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Bainbridge to demolish ‘nuisance’ house
The city will soon begin the demolition process for a house on McDonald Road that has fallen into such a state of disrepair that it has become dangerous and is considered a public nuisance.
The city’s Planning Department asked for a $22,500 budget adjustment for nuisance abatement because the property owners have been unresponsive to city requests to revive the dilapidated home.
In an effort to have the costs covered, the city will bill the property owners and pursue a lien on the property if the owner does not pay the city back. No one has lived in the 4926 McDonald Avenue home for several years and the city has been unable to locate the owners as the state of the property has worsened.
As per Bainbridge municipal code, the city can abate dangerous buildings. City staff said this week that the McDonald property has become a public safety threat, and there is evidence found in the two-story house indicating that vagrants and youth have trespassed.
“I have been there, and it’s a place that looks like scary things are happening,” said Mayor Kirsten Hytopoulos.
The city identified the building as “dangerous” in 2008. The property owners initially secured the building with a chain and boards as a temporary measure to keep people out. Since then, the house was broken into and used for various purposes. The property owner has also gone silent and unresponsive to city requests.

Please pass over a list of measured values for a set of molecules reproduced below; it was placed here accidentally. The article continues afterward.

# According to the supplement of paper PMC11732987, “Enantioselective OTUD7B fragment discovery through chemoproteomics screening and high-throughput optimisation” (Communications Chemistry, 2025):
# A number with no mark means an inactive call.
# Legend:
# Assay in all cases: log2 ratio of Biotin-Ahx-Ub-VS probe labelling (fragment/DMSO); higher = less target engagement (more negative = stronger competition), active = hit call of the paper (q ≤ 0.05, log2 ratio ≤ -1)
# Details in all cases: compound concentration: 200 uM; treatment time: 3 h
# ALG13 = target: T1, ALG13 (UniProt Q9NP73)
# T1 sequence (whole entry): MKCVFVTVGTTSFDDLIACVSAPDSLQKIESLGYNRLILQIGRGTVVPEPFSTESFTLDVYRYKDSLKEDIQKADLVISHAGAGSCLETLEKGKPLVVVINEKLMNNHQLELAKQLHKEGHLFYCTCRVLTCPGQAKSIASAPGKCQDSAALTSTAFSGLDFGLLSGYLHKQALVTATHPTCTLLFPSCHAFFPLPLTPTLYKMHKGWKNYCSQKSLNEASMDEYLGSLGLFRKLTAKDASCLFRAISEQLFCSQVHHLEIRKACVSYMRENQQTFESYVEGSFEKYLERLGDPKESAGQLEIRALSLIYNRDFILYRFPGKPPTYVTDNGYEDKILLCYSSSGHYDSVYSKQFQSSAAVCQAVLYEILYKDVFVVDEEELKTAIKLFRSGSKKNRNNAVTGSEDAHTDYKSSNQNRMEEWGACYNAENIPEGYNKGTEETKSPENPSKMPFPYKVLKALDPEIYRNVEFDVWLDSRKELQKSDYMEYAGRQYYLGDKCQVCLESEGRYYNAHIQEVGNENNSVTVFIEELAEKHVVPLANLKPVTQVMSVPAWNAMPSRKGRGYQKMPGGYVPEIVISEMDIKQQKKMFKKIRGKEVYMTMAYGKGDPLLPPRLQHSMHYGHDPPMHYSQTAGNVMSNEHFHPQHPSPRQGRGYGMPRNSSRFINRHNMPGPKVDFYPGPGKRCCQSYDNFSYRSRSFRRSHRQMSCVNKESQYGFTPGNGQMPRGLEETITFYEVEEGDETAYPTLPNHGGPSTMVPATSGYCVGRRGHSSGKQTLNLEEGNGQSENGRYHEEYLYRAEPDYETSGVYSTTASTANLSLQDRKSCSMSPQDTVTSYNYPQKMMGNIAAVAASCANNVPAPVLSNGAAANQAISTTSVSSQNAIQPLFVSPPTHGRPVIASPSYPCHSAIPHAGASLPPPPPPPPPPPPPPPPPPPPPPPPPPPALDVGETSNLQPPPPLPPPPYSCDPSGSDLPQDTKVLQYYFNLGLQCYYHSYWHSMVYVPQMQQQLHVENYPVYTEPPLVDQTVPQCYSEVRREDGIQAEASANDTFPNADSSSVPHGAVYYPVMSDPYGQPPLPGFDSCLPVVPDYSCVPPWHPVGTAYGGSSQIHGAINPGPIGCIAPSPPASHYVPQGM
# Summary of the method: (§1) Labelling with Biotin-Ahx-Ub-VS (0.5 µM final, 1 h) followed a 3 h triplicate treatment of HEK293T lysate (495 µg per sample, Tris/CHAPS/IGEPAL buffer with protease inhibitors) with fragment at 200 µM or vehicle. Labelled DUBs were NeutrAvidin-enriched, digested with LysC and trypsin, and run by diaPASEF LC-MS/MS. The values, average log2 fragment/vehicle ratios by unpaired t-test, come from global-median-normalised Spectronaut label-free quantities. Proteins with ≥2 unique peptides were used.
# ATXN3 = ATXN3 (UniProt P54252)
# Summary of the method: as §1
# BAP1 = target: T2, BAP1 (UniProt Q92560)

City officials were also working on a run-down property in the Wing Point area, but the owners of that house have since listed the property for sale and entered into a contract to demolish the structure after it was secured by the Bainbridge Island Fire Department.
Both houses have broken windows, large holes in the ceilings and floors, and represent a threat to public safety, officials say.
Interim City Manager Brenda Bauer said the property doesn’t appear to have any outstanding liens. She said the money used to front the costs will come from a planning department budget appropriation.
The city has obtained bids for the demolition work, which will include removal of the three demolished structures on the property: the house, an adjacent mobile home and an accessory building. The foundation has to be removed because of the hazard potential of having an in-ground structure that can fill with water. It will then be covered with grass seed.
When the issue was first raised at the May 4 meeting, several council members expressed concerns with the likelihood that the city would not receive the funds from the property owners to cover the costs, and questioned whether the city should first attempt to take the property owners to court.
“If we go to court then that means getting someone to come to the table and pay for something they haven’t been responsive to,” said Bauer. “The likelihood of getting the money first is probably [not good].”
After checking with the city’s legal counsel, the city decided to go ahead and continue with the demolition and lien process.
Planning Department Director Kathy Cook said this is the first time since she has been with the city has designated a property as a public nuisance.
The city’s code enforcement officer will work to set-up a date for the demolition after the contractor is selected.